Gold futures finished lower for Wednesday’s session, contributing a loss for the month as prices responded to a strengthening U.S. dollar that was been weighing on commodity prices.
The bullion, however, tallied an eighth straight quarterly gain, buoyed by haven demand for the precious metal.
“The stats show that it was a great quarter for the metals, but September was a lousy month,” said Brien Lundin, editor of Gold Newsletter, adding that a “small uptick in real interest rates” was the primary reason for the month’s loss for gold.
“Considering the blistering move gold had made earlier in the quarter to over $2,000 an ounce, and the fact that it had failed to build upon that rally, the minor rise in real rates was all that was needed to shake the weak hands out of the gold market and start a sell off,” he told MarketWatch.
For the month, gold lost 4.2%, but advanced 5.2% over the three-month period ended in September, according to Dow Jones Market Data, tracking the most-active contract. Meanwhile, silver shed nearly 18% in September, but rallied by 26% for the quarter.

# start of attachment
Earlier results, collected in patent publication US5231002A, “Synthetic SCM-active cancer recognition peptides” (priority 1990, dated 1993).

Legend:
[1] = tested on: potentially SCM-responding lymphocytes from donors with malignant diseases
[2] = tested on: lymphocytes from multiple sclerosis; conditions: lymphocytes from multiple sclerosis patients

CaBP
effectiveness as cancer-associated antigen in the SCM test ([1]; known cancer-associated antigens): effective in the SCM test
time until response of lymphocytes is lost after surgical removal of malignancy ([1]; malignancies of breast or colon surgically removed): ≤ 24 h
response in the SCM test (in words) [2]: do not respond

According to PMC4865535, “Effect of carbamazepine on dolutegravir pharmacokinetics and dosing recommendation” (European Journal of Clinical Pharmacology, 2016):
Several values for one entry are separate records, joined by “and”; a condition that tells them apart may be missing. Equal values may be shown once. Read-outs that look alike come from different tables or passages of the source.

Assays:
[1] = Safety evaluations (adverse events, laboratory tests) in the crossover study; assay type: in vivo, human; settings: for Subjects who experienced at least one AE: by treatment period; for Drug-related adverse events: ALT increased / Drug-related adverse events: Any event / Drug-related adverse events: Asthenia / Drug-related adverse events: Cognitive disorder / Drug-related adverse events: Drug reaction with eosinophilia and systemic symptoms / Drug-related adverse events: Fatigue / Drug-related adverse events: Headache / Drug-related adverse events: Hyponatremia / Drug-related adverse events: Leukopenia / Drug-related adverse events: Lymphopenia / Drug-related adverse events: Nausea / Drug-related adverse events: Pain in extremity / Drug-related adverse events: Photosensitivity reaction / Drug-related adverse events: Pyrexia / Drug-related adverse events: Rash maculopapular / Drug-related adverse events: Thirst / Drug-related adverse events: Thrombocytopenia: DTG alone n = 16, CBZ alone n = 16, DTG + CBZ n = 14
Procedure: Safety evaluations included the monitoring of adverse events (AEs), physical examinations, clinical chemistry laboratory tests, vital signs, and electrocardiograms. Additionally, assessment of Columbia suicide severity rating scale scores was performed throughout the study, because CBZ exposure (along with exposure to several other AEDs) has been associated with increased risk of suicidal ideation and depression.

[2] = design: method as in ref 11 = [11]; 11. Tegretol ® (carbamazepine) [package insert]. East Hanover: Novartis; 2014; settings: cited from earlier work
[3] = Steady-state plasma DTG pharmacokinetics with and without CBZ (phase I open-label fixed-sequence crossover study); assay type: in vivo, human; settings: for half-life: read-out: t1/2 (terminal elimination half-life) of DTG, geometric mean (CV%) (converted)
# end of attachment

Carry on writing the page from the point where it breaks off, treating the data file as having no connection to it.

More recently, gold’s value has waxed and waned in lockstep with the dollar.
A resurgence in the greenback is viewed by commodity investors as making purchasing the yellow metal less compelling for overseas buyers and undercutting demand. The dollar was up 1.8% month to date, as measured by the ICE U.S. Dollar Index DXY.
The move for the dollar comes after an acrimonious presidential debate between President Donald Trump and former Vice President Joe Biden, as the race for the White House heats